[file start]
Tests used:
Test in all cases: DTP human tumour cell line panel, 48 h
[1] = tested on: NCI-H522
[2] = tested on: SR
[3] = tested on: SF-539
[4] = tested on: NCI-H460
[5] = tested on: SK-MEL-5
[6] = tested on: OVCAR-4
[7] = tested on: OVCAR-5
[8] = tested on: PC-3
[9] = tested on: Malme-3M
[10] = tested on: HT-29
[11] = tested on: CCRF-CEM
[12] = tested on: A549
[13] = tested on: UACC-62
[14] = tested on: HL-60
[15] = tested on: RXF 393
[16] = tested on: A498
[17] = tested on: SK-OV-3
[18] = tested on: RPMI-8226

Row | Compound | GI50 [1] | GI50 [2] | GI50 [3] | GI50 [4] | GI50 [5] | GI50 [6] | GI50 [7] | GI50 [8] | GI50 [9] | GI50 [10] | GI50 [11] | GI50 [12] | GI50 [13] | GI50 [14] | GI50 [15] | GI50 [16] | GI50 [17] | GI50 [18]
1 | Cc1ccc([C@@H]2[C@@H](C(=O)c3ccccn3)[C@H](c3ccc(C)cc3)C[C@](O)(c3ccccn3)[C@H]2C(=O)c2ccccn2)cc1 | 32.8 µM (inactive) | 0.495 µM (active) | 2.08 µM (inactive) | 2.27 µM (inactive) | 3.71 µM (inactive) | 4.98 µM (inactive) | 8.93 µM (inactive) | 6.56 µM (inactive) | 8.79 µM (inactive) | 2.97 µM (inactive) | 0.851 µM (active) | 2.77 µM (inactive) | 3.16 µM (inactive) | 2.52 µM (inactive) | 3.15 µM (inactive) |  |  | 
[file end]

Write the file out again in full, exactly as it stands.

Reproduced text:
Tests used:
Test in all cases: DTP human tumour cell line panel, 48 h
[1] = tested on: NCI-H522
[2] = tested on: SR
[3] = tested on: SF-539
[4] = tested on: NCI-H460
[5] = tested on: SK-MEL-5
[6] = tested on: OVCAR-4
[7] = tested on: OVCAR-5
[8] = tested on: PC-3
[9] = tested on: Malme-3M
[10] = tested on: HT-29
[11] = tested on: CCRF-CEM
[12] = tested on: A549
[13] = tested on: UACC-62
[14] = tested on: HL-60
[15] = tested on: RXF 393
[16] = tested on: A498
[17] = tested on: SK-OV-3
[18] = tested on: RPMI-8226

Row | Compound | GI50 [1] | GI50 [2] | GI50 [3] | GI50 [4] | GI50 [5] | GI50 [6] | GI50 [7] | GI50 [8] | GI50 [9] | GI50 [10] | GI50 [11] | GI50 [12] | GI50 [13] | GI50 [14] | GI50 [15] | GI50 [16] | GI50 [17] | GI50 [18]
1 | Cc1ccc([C@@H]2[C@@H](C(=O)c3ccccn3)[C@H](c3ccc(C)cc3)C[C@](O)(c3ccccn3)[C@H]2C(=O)c2ccccn2)cc1 | 32.8 µM (inactive) | 0.495 µM (active) | 2.08 µM (inactive) | 2.27 µM (inactive) | 3.71 µM (inactive) | 4.98 µM (inactive) | 8.93 µM (inactive) | 6.56 µM (inactive) | 8.79 µM (inactive) | 2.97 µM (inactive) | 0.851 µM (active) | 2.77 µM (inactive) | 3.16 µM (inactive) | 2.52 µM (inactive) | 3.15 µM (inactive) |  |  | 